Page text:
Have you ever been in a place in your life where you feel like one more major event, circumstance or let-down and you could completely fall apart?
You are on the edge: you hold it together and keep calm or you are about to have a melt down?
Doesn’t it feel like the expectations we have to live up to are just too exhausting?
 

I can honestly tell you this: you are not alone. Over the past two years, I have had some major events in my life that have not only tested my emotions and thoughts, but also tested everything I believe in and the will to keep pushing through those events. By the grace of God and a great support system, I have come out of all of those circumstances a much stronger person… or so I thought.

Every now and then, a little something from each of those events creeps back into my life and thoughts. I feel the weight of things that happened in the past all over again. I feel the wounds they have left behind- in my mind and the inner most parts of my being.

It is usually then that I find myself right on the edge of keeping it all together…

I feel like I’m about to have a good old fashion freak-out moment.

 
Sometimes those freak-out moments may feel like anger, other times it is simply crying out… from the pain of what I have seen and those close to me who are hurting. But, I’m here to tell you, even though these cycle of emotions come and go, there is hope!
 
What has helped me “get off” the edge when I’m feeling overwhelmed with emotions from the past? Here’s the short list:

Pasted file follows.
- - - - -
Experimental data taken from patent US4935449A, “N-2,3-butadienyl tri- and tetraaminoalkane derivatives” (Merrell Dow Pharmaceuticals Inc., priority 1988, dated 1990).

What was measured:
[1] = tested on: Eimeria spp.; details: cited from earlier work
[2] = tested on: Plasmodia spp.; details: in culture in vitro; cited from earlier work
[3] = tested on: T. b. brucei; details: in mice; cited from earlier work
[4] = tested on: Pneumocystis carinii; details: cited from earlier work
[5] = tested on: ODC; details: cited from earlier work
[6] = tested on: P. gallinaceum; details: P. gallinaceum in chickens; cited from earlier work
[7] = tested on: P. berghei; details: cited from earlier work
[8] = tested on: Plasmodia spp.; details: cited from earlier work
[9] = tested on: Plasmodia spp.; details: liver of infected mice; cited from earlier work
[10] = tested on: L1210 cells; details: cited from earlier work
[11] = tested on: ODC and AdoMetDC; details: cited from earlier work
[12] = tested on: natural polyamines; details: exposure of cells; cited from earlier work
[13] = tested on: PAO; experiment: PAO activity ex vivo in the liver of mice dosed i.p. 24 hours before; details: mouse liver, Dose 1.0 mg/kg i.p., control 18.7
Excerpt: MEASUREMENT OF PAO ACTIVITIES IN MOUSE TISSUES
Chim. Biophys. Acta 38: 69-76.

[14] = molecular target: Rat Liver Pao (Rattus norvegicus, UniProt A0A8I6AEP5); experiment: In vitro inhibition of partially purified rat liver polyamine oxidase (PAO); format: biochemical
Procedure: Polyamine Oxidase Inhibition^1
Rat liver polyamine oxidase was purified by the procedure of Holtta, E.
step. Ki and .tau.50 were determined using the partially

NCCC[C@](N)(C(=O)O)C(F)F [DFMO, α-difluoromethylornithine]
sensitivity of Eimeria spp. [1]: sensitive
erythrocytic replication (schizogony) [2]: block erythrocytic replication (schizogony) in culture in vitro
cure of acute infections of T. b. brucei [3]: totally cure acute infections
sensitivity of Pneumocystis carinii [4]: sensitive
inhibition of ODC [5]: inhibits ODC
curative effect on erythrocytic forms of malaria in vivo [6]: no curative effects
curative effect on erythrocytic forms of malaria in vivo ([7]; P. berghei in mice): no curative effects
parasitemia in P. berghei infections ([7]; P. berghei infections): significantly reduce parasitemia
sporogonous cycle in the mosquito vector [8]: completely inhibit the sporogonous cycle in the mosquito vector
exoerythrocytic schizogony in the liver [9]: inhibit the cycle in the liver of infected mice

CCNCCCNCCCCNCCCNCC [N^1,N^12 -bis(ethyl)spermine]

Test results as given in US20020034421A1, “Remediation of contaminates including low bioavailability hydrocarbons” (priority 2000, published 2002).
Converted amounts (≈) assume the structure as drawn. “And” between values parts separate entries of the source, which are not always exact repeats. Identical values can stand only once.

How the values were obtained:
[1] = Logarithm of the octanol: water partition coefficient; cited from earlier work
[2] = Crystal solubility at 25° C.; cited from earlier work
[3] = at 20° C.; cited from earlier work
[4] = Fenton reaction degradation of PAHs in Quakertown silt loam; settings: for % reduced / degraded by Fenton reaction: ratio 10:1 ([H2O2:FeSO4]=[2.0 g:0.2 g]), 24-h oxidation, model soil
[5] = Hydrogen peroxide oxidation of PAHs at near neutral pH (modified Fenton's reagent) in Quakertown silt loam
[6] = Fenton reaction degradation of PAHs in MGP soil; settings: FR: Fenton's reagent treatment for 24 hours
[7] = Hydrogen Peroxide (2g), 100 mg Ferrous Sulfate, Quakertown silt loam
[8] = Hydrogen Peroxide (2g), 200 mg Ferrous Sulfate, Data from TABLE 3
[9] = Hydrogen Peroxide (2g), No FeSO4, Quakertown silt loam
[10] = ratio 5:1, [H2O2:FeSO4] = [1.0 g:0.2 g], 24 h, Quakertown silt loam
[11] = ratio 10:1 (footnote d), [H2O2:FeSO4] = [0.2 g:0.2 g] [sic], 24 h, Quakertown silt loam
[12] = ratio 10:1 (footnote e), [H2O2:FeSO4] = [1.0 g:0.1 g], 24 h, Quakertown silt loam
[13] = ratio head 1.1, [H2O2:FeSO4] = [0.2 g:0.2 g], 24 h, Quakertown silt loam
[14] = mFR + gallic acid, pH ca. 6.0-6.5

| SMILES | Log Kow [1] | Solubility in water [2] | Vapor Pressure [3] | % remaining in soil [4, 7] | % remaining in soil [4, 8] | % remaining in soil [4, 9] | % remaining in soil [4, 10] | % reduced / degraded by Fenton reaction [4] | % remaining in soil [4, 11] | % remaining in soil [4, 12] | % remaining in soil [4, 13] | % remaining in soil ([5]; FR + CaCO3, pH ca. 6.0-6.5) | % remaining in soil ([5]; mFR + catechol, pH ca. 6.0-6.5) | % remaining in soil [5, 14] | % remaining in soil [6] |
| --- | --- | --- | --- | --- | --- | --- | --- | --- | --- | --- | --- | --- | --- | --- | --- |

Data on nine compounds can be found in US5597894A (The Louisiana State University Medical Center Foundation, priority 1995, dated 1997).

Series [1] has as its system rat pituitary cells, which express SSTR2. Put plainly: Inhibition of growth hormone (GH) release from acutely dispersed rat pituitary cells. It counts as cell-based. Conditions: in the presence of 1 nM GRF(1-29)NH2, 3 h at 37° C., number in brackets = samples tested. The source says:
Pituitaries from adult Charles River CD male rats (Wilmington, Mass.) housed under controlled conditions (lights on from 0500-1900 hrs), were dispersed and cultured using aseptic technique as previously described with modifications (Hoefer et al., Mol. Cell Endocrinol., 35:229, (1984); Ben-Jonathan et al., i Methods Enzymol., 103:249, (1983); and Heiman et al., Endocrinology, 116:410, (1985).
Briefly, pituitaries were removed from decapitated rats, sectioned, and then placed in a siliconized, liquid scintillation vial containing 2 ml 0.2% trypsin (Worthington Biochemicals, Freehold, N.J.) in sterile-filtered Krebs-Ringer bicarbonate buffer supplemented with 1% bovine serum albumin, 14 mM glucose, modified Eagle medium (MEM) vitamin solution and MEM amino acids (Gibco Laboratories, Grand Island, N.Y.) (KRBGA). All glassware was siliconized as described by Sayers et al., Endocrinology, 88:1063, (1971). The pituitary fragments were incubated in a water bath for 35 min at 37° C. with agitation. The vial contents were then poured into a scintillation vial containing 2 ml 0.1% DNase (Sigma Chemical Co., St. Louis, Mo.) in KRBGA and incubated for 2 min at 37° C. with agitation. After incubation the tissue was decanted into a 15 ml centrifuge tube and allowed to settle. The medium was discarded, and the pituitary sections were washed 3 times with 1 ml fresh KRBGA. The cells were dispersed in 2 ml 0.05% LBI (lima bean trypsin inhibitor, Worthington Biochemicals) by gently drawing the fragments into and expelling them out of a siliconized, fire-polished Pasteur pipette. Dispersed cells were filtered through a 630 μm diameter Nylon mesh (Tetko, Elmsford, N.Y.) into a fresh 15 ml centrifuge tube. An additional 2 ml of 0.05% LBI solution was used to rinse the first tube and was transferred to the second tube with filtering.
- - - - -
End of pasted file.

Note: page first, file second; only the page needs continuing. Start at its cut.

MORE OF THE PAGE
1. Normal – The definition of “normal” is up for interpretation. What I have learned is that my feelings and my reactions are absolutely normal. I am not weird for feeling upset or wanting to cry about past traumatic events. Neither are you.

2. Time – they say time heals all wounds. Not really. It may be a nice cliché, but in real life it takes intentional work to heal through the pain. This is what heals the wounds and grows us. If the pain isn’t dealt with and merely buried in “time” (denial), it will one day rip that scab off with the same intensity as it did 30 years ago. Scars will always be there, but I know with the Lord working in me as I do the work of healing and the buffer of time- this allows us to become stronger. One step at a time. One day at a time. It must be a conscious choice we make every day.

3. A Support System – they say that you can pick your friends, but you can’t pick your family. If you’re not close with your family, you must still have a support system in place. Usually our parents have gone through something in the course of their lives. They can offer advice or just be there to listen. Be wise about this- choose people who are safe, honest and have your best interest at heart.

4. God – they say to just lean on God in the hard times. It’s so easy to say, harder to do. What I have learned is this: God deeply cares for me and feels the overwhelming emotions with me. When I question God on why bad things happen to good people, He doesn’t get mad at me. He tells me that evil things are not His plan- His plan is for our good. His plan is for all of us to live in eternity with him. But there is a darkness in this world and that darkness (our enemy- Satan) is the cause of those bad things happening to good people.

The bottom line?